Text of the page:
Through the use of board and video games, he wants to promote unity and spread his message of peace throughout the world. “After the conflicts that started in 2013, I saw the horrible effects mass displacement could have with my own eyes. I witnessed it in IDP and refugee camps, but also online,” Mayen said.
“These social clubs, both online and offline, were turned into sites for social evils and I could see the conflict brewing among various tribes that were crammed together. I knew that these scenarios could turn political and even physical, with people wanting revenge for what was happening to them.”
This made him start Junub Games, which by now has engaged some 20 software engineers, designers and developers. In six months, Mayen and his team have created three games: one mobile game for Android smartphones and two board games.
“Salaam – the Arabic word for peace – is a game in which you must destroy symbols of war to [to promote peace],” Mayen explains. While playing the game, a song called One People, One Nation can be heard in the background, driving home the point that the people of South Sudan must unite.
The incorporation of South Sudanese culture is a prominent feature of all of Mayen’s games. Through this, he hopes to attract young people who now usually play games made outside South Sudan.
“The cards have words like Love, Hate, War, and Peace written on them,” Mayen explains.
“Negative cards like War can be countered with positive words like Peace. Penalties on certain cards have the players pick up more cards. The goal of the game is to get rid of your cards as fast as possible, and the winner of the game is crowned ‘Peacemaker’.”
Since the conflict in South Sudan started in 2013, only two years after its independence, tens of thousands of people have been killed. Morethan 1.5 million people have fled the country and another two million have been internally displaced.
To prevent this vulnerable group falling prey to a message of hate and violence, Mayen is working to get his games distributed in refugee camps and other hubs of social activity.
“We are now doing pilot tests for these games in Kakuma Refugee Camp in Kenya and Nyamanzi in northern Uganda. For the mobile games we will also have social media campaigns to spread the message of peace,” he said.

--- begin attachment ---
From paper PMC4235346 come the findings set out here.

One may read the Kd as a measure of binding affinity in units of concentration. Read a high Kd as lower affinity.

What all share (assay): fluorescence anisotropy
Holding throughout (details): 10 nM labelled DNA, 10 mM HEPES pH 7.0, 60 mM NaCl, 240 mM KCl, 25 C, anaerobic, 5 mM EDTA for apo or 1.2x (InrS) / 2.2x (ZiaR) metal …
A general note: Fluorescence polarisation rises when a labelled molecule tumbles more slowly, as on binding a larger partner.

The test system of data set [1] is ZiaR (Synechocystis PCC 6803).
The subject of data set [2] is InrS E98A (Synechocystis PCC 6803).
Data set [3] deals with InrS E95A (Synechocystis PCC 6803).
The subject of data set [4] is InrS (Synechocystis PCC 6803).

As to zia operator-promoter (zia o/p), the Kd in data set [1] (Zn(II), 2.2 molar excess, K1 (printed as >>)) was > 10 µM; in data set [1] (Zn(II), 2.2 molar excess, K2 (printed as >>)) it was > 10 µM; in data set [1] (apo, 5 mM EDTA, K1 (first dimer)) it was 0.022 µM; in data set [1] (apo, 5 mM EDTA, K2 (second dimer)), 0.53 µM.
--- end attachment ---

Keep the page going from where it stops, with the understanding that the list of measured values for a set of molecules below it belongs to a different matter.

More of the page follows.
His plans are bigger than just South Sudan: “These games could work everywhere. It would work in refugee camps across the world as well, in Syria for example.”
In an effort to expand Junub Games, Mayen was the first person to organise a so-called Game Jam in South Sudan. These community-driven events are held in several locations across the world and have people come together to create one or more games in a very short amount of time.
Organising the event in the youngest country on Earth led Mayen to connect with contacts within the international video game developers’ community. He has been invited to San Francisco to talk at the Games Developers Conference (GDC) – the world’s largest convention for video game developers – to talk about his efforts to create peace-building games.
“It’s about 90 percent sure I will get to go to San Francisco. I’m just waiting for my visa now,” he said. The GDC might be the start of Mayen’s next big dream. His ultimate goal is to create a South Sudanese version of Silicon Valley.
“I want to get the attention of the government and talk about possibly starting courses in schools and universities for young people that want to become game developers. I want to do this to boost South Sudan’s economy so the country can become more stable,” he said.
For now, however, Mayen’s plans for South Sudan’s game developing community are still focused on making the country a safer place.
“Building peace is a long process, not something that can be achieved with one decision. Decisions have to be made at different levels and it takes a lot of different processes, people, and approaches,” he said.
“True peace is built over time. The way I do this is by creating games. Games to preach peace.”
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